I've had a few experiences with tenants as hoarders. One where the woman sat every day in a chair in the corner that was filthy with the upholstery falling apart and springs and padding sticking out while the entire house was filled with everything from family possessions of long dead relatives to out right garbage.

another where I had to evict the tenant because they were a hazard..just paths thru the house with stuff piled up blocking most of the windows and all but one door. the paths were so narrow that over time they had worn thru the carpet and even the lino to the subfloors

one in a trailer park where the woman wanted to sell her home, and asked me my advice....which was take 90% of you stuff and put it in storage so that when you show the home people can actually SEE the home

but I never saw anything like this

Hoarder may not have known son’s corpse was in her home
New York Post

The elderly Brooklyn woman found this month living with the skeletal remains of her son, possibly for as long as 20 years, is a legally blind hoarder who may not have even known he was there, NYPD sources said. The chilling discovery of the skeleton was made Sept. 15 when a relative showed up at Rita Wolfensohn’s Midwood home to fetch her belongings and take them to her in the hospital. In a debris-choked second-floor bedroom, sister-in-law Josette Buchman found a “completely intact” skeleton, dressed in jeans, socks and a shirt, lying on its back on a thin mattress on the floor, police sources told The Post. “It’s like some reverse ‘Psycho’ scene,” a law-enforcement source said at the time, referring to Hitchcock’s 1960 horror flick in which a son, Norman Bates, keeps his dead mother’s remains in a basement. ...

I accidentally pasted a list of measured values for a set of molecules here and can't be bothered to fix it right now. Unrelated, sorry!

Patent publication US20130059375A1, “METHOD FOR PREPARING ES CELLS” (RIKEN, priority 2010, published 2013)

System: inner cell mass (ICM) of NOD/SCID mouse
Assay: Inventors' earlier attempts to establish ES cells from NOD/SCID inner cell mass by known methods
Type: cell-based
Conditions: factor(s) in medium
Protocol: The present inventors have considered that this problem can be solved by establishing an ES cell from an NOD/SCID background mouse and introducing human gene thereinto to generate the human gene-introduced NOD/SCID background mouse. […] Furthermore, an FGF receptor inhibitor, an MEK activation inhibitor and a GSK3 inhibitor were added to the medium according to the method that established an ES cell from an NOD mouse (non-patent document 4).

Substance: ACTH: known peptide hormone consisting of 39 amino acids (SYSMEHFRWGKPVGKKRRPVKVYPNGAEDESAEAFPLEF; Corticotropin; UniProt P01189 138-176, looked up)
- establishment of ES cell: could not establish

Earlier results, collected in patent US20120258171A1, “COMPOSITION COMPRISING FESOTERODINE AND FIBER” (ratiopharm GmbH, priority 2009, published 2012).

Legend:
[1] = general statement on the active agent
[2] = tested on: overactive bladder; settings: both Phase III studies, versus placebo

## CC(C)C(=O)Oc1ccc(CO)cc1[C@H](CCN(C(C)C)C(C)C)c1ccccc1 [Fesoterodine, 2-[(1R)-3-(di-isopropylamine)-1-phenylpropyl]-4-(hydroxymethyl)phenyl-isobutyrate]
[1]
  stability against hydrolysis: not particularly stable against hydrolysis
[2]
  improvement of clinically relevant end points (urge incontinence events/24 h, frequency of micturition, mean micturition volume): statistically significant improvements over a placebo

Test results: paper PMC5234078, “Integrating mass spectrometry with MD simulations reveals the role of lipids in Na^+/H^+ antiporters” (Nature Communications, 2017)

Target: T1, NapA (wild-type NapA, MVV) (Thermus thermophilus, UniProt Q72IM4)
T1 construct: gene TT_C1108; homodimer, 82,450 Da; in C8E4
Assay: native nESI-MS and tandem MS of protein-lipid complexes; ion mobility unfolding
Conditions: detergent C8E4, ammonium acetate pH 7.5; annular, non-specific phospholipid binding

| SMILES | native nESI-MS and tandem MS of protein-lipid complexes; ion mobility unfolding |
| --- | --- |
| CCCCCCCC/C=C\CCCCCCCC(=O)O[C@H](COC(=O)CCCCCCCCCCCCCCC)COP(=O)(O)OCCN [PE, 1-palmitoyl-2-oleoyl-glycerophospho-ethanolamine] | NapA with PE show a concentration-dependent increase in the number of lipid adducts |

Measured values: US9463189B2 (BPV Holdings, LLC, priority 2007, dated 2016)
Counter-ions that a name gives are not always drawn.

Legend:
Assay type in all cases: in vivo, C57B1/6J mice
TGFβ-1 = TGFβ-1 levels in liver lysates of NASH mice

But investigators now believe Wolfensohn may not have known she was living with the corpse of her son. Cobwebs and garbage filled the room where the body was found — as if “a garbage truck had dumped its load” inside, police sources said.

The room reeked of rotting food, but not of ­decaying flesh, the sources said.

When police questioned the ailing woman, she spoke about her son as if he had simply moved out.

Her brother Joseph Buch­man and Josette would not say where Wolfensohn, whose husband, Jesse, died in 1987, is currently staying, but they were seen Saturday visiting a Long Island assisted-living facility.

Joseph told The Post he hadn’t been close to Wolfensohn for years. Another relative said he wouldn’t comment on the grisly mystery until “after the funeral.”

The widow’s Brooklyn home, a well-appointed, two-story brick house worth about $700,000, had fallen into disrepair. Last week it was empty, with mail piling up. No one answered multiple calls to the home phone.

Authorities have not officially identified the body but believe the man was Wolfensohn’s son and that he died of natural causes. They would not provide a name.

According to public rec­ords, Wolfensohn had two sons, Michael and Louis. Relatives said they had not seen Louis — who today would be 49 years old — in 20 years.

Michael died in 2003 at the age of 38, according to court documents.